22 Dec 2020

The Kiwi dream is often described as ‘the 3 Bs’: the bach, the boat and the BMW. All three are lovely, but if you had to choose just one to own, it would surely be the holiday house. Compared to a car or a boat, only the bach is likely to have doubled in value by the time your grandchildren come along.

Of course, the bach also has the highest price tag (unless you’re in the market for a pretty expensive boat). Even the cheapest holiday house will set you back several hundred thousand dollars.

Paying a mortgage, rates, insurance and maintenance on a second house is a major commitment. However, with a little market research and some smart buying, you can find a holiday home that covers its own costs. By renting it out to travellers when you’re not staying, it’s possible to make your crib generate enough income to meet all its expenses.


How to run the numbers 

If you want a bach that covers its costs, you’ll need to figure out the costs of ownership and your likely income. You don’t have the income certainty of a long-term rental, so you need to come up with a reasonable estimate for the nightly rate and occupancy. Research similar properties on Airbnb and talk to local management specialists about occupancy rates – although they can only ever provide an educated guide, not an exact number.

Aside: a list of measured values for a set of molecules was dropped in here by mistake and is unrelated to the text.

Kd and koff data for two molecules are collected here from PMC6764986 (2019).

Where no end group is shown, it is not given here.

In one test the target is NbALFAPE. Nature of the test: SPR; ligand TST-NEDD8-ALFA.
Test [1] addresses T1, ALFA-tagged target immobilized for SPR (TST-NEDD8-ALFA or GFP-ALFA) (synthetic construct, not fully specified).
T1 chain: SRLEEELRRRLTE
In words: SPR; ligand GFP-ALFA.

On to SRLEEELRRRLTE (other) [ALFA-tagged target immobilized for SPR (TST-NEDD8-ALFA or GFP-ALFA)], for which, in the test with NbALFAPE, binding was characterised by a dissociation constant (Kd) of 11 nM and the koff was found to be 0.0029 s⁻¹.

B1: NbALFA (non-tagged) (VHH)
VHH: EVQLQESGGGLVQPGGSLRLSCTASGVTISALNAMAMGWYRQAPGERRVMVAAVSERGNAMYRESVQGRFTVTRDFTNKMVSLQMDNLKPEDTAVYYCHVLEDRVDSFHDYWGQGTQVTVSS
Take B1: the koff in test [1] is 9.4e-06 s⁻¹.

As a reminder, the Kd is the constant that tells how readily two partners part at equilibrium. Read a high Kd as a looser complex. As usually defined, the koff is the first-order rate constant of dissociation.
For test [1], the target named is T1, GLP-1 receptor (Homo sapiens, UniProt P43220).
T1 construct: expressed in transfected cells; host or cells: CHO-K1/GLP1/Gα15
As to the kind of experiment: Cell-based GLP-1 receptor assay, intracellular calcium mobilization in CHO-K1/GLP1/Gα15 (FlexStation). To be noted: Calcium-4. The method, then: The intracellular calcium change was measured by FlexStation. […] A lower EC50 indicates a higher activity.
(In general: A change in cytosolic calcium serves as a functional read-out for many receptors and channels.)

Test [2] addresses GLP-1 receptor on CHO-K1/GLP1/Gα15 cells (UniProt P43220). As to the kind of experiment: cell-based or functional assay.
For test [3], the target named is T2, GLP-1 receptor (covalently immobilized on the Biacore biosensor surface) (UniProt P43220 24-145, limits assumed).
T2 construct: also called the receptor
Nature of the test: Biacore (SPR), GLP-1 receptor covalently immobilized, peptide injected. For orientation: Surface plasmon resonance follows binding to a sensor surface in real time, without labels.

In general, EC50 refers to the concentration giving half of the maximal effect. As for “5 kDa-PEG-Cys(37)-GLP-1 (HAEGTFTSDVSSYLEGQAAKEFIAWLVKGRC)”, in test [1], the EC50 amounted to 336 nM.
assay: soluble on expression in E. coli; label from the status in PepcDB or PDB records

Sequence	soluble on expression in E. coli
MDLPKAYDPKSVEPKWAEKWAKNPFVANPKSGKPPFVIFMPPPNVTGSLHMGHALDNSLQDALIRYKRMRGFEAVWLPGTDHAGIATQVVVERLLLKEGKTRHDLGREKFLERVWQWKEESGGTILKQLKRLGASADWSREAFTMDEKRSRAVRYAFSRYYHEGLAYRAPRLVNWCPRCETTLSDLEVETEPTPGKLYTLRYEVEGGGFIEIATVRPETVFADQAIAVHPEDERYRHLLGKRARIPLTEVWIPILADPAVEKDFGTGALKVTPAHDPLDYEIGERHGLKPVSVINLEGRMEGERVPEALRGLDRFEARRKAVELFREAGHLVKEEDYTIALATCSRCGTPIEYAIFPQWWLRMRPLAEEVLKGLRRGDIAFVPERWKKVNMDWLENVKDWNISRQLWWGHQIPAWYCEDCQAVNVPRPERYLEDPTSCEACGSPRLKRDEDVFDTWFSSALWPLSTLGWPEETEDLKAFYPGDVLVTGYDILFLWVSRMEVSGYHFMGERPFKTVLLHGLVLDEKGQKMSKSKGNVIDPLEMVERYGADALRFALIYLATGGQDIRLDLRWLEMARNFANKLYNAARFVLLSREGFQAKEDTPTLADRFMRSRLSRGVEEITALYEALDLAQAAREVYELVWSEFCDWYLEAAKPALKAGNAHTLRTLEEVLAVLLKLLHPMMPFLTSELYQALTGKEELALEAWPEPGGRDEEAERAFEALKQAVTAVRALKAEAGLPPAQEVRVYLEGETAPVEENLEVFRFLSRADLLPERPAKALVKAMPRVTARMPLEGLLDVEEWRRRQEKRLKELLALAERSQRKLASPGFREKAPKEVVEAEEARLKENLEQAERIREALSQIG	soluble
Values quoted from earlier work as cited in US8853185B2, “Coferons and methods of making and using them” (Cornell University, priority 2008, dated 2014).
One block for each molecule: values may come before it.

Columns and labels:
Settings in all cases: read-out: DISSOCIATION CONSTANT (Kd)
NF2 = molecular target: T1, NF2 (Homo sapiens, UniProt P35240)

Then you can subtract the likely running costs and the known expenses: mortgage, rates, insurance. Expenses typically add up to around 30% to 40% of your total income, estimates Sarah McIlwrick, general manager of Relax It's Done in Queenstown. Professional management fees vary from 15% to 25% of your nightly rate; you can manage your holiday home yourself, but without being in the same town this can be a major headache 


Where to buy 

Your choice of area will partly be dictated by what type of natural features you’re looking for: maybe you’re into mountain biking, or trout fishing, or lying on the beach. Expensive areas to buy, like Queenstown, also tend also to attract high nightly rates. Because it’s dominated by international travel, border closures have hit Queenstown hard, but usually it’s a booming short-term market.  

“Some of our holiday homes do really well and are very profitable,” says McIlwrick. “Our properties are at the high end of the market with a minimum nightly rate of $1200 during peak season. Some of them gross over $200,000 a year.” 

Areas that rely more on local tourists tend to have lower house prices and lower nightly ratesTaupo short-term rental manager Micheal Hendra, owner of YourSpaceTaupo, says if you choose wisely your holiday home can generate passive income.  

He estimates that occupancy on a typical three-bedroom standalone home can range from 30% to 60%, “depending on how aggressive you’re willing to be”. Rates will range from $180 to $500 a night, varying according to how desirable the house is and the season.  


What to buy 

Location is always important and houses close to the town centre and main attractions will command higher rates. Views are a major selling point, particularly because photographs are the primary attention-grabber for travellers browsing online.